Will Facebook Ever Fundamentally Support Its $170 Billion Market Capitalization?

| About: Facebook (FB)

Facebook (NASDAQ:FB) shares reached an all-time high at $67.58 last week, giving it a market cap in excess of $170 billion. Yet, considering its $6.1 billion in trailing 12-month revenue, it's obvious that Facebook is valued for the future, and not necessarily today. However, the most significant question for Facebook investors might be whether that future can ever support its current price?

How to determine Facebook's upside?

In the early 2000s, technology giant Google (NASDAQ:GOOG) was considered primarily an Internet-search company. Yet, fast-forward 10 years and Google has transformed itself, now offering mobile software, social media, search, self-driving cars, and has a presence in just about every industry possible throughout the internet.

With that said, who's to know what Facebook may become, but as of now, Facebook is a social-media company that creates its revenue mostly from advertising. Therefore, in determining Facebook's "potential" we can acknowledge that it may in fact branch out into other ventures, but like Google, the core business of Facebook will always remain social media and advertising. It is that business, which will remain the bulk of Facebook's fundamental upside.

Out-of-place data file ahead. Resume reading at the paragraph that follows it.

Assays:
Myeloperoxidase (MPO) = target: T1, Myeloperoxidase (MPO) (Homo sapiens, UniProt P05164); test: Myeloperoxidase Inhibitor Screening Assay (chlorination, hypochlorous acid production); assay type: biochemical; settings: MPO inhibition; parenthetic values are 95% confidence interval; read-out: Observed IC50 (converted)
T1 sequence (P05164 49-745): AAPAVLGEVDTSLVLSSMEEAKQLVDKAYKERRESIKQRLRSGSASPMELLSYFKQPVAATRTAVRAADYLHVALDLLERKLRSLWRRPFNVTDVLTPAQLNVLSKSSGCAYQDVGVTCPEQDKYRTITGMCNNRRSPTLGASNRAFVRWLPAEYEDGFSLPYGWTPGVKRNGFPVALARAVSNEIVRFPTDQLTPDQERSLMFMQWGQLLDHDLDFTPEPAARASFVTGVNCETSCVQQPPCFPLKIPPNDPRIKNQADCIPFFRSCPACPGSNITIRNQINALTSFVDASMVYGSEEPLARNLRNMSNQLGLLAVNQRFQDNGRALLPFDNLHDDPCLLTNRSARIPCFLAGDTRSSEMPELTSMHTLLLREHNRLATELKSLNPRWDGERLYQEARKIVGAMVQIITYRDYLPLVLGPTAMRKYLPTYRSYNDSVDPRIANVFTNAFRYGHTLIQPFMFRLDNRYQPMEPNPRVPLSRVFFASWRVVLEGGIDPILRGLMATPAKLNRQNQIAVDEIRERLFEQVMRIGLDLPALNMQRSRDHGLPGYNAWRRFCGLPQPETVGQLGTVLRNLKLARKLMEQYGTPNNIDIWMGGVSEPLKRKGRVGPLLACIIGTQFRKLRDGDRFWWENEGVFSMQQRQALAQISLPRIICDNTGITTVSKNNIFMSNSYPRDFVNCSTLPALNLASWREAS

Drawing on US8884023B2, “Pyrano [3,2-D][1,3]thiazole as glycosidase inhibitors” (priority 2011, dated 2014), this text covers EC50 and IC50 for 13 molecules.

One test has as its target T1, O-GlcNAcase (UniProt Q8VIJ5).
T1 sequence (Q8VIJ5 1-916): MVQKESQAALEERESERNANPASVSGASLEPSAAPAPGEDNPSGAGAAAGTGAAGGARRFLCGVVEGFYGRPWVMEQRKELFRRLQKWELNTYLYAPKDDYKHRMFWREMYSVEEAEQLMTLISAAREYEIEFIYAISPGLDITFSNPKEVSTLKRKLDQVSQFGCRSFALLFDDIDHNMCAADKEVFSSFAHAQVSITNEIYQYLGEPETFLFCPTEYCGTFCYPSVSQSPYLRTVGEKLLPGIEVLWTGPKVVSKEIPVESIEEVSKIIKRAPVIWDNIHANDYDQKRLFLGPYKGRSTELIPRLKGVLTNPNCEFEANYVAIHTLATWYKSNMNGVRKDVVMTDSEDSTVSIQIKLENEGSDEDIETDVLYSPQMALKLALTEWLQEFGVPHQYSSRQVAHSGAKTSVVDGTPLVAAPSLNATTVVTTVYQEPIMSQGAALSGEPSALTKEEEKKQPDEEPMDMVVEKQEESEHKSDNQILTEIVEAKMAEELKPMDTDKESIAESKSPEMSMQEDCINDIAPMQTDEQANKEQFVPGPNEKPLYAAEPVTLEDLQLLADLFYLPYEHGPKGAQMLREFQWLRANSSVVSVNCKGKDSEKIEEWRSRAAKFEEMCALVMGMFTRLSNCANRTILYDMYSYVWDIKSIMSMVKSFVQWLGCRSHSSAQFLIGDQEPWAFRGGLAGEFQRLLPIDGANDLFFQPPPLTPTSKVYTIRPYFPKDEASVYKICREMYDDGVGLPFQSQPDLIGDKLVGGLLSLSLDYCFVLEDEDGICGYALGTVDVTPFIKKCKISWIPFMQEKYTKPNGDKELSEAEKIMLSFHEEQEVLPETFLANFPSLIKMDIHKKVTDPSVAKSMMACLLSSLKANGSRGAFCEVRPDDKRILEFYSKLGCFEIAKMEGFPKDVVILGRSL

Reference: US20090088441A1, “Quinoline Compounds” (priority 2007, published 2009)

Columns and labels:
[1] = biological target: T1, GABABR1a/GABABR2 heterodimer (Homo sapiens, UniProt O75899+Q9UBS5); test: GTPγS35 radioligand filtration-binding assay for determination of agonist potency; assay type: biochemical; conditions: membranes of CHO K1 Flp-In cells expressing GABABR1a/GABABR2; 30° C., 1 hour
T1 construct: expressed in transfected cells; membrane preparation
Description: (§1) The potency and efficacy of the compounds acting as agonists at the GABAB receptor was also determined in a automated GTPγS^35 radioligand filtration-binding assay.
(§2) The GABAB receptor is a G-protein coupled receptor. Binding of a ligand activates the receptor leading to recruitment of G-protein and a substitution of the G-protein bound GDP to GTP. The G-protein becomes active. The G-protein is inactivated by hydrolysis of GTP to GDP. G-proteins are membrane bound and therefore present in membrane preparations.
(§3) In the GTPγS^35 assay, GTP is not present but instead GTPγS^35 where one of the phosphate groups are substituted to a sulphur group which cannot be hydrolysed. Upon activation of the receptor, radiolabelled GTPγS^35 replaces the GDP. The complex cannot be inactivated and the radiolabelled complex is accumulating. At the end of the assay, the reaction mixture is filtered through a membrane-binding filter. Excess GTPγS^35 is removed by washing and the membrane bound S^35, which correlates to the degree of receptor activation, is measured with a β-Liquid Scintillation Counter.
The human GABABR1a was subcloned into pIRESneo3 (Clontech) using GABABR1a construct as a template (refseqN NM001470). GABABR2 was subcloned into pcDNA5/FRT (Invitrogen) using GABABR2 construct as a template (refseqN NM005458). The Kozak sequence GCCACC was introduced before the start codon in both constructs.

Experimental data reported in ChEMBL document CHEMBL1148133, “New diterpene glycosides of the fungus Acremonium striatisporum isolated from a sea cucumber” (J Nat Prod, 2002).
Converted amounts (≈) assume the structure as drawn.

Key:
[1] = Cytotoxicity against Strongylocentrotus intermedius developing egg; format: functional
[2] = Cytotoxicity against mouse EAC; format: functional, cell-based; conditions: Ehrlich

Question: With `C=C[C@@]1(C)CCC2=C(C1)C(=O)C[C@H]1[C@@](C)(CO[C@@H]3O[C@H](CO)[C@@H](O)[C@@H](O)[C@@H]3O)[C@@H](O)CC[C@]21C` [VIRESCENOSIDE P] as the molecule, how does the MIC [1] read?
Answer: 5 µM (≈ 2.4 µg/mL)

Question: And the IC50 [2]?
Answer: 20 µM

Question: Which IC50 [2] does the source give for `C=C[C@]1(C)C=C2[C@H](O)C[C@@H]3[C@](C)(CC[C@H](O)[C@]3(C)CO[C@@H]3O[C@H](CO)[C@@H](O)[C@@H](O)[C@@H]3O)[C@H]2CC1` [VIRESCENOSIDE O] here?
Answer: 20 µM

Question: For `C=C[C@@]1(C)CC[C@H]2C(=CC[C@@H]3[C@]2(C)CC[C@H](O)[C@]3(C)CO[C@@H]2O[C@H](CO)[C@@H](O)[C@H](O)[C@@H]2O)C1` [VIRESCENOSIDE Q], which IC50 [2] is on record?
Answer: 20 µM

Therefore, before we begin there are three things you must understand:

1. This is speculative. We are trying to determine if it's possible for Facebook to fundamentally support its current market cap based on the business today and how revenue is created.

2. Advertising is 90% of sales. Thus, it will remain 90% in our projections.

3. Average revenue per user (ARPU) is impossible to predict. Therefore, we are using a best-case scenario.

4. We are looking at three specific revenue-generating businesses for Facebook: Its core advertising business, Instagram, and video advertising.

How many users and revenue-per can Facebook earn?

Facebook reported 1.23 billion monthly active users in its last quarter. The U.S. and Canada accounted for about one-sixth of those users, 201 million, but had without question the highest ARPU at $6.03, meaning nearly half of the company's quarterly revenue came from this small population.

The company's other users per location and ARPU were as followed:




282 million



368 million


Rest of the World

376 million


As you can see, Facebook is far behind in monetizing the rest of the world in comparison to North America. But, to many, this can be processed as upside, which is where the bulk of our fundamental-upside conversation will lie.

To explain, in biotechnology when we invest in a company we determine a product's chances to succeed in clinical trials and then its peak sales potential if approved when valuing the company. So, in regards to Facebook, let's figure a peak MAU potential at about two billion.

Now, we are using two billion for several reasons. First, it's a good ratio of the seven billion total world population, taking into account underdeveloped countries, the assumption that children are not on Facebook, and that peak saturation levels in the U.S. are now in effect. Not to mention, two billion is a nice big number that's easy to use.

Like I said, this is a best-case scenario!

So, if Facebook is going to gain two billion MAUs, let's see where such user growth could be created. And while we're at it, let's go ahead and apply a "peak" ARPU to these regions with the understanding of current ARPUs. Once more, keep in mind; this is a best-case scenario!



U.S. & Canada

210 million



350 million



940 million